Figure 2
mRNA view of a transcript. Regulatory elements, EST positions, splice positions, repeat elements, six frame stop codons are visualized along with the full span of a cDNA.

The rest of the tabs offer additional functionality to further improve usability. The DB/ID tab contains DB selection and ID selection boxes. The DB selection box allows you to limit the target databases from currently available databases: H-inv, NONCODE and RNAdb. The ID selection box lets you choose target transcripts that match given string patterns. For example, specifying ‘FR000001’ (fRNAdb ID) in this box limits the target transcript FR000001 alone. The wild-card ‘%’ is allowed for pattern matching. Specifying ‘LIT%’ lets you limit the search to targets whose original IDs start with ‘LIT’. The string pattern is matched against ID, Acc. and Original columns. The Expert tab provides an interface to specify multiple conditions that let you perform more complex filtering than the basic filters. Please refer to the website for more details about the expert filters. The Sort tab has a sorting interface that lets you sort the table with multiple sorting keys. The Column tab allows you to limit visible columns of the main listing table. Since the 35-column table is too wide for ordinary browsers to display on a single screen, you can narrow the width of the table with this interface for better visibility.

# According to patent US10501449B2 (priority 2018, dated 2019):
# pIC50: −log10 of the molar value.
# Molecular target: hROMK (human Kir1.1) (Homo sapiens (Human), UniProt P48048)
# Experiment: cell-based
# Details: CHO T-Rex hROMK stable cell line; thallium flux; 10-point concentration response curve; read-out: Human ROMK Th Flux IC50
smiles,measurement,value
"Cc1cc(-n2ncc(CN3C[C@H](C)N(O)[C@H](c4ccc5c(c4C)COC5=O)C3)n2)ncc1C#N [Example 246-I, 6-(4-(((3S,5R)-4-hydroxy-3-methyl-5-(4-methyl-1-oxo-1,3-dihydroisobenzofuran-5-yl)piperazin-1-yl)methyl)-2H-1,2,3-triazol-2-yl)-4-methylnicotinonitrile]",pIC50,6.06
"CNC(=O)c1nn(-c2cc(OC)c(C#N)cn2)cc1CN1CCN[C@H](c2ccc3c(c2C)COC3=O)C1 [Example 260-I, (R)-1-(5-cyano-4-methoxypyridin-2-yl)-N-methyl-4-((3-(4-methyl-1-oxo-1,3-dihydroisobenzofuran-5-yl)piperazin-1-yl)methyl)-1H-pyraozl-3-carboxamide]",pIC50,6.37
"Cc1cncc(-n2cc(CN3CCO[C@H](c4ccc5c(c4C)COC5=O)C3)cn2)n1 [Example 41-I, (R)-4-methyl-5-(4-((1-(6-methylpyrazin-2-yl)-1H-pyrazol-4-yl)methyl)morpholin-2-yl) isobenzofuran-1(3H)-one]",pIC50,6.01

We mirrored the UCSC Genome Browser and added our custom tracks specific to functional RNAs and miRNAs as shown in Tables 3 and and4.4. Most of the tracks have their own sources and reference papers. Our original tracks are RNA clusters, Rfam seed folds, tRNAscan-SE, Ultra Conserved Elements 17way and Z-score (details are shown in Table 3). Besides, we mapped RNA sequences from public functional RNA sequence databases including Erdmann (6), NONCODE, RNAdb and Rfam. The UCSC Genome Browser has several tracks for miRNA genes and targets but we added more tracks including miRBase (7) known miRNA genes, miRNAMap (8) and Berezikov's predicted miRNA genes (9), TarBase (10) known miRNA targets, and predicted miRNA targets from RNAhybrid (11), PicTar 4 species and 5 species (12), miRBase targets and T-ScanS miRNA targets (13). Our custom tracks can be downloaded by using Table browser which can be accessed via ‘Table’ menu of the UCSC Genome Browser.

Table 4
miRNA-specific tracks

In the near future, fRNAdb will include more transcripts from other sequence databases or non-coding gene prediction results. For example, Human Accelerated Region (14) is currently included as our custom track of the Genome Browser. Sequences of these non-coding gene candidates will be included in fRNAdb. We will also add more attributes to fRNAdb. Especially attributes representing expression patterns of the transcripts or protein genes related to the transcripts.


This research is partially supported by the Functional RNA project funded by Ministry of Economy, Trade and Industry (METI). We thank Dr. Paul Horton for his kind help. Funding to pay the Open Access publication charges for this article was provided by National Institute of Advanced Industrial Science and Technology (AIST).

Conflict of interest statement. None declared.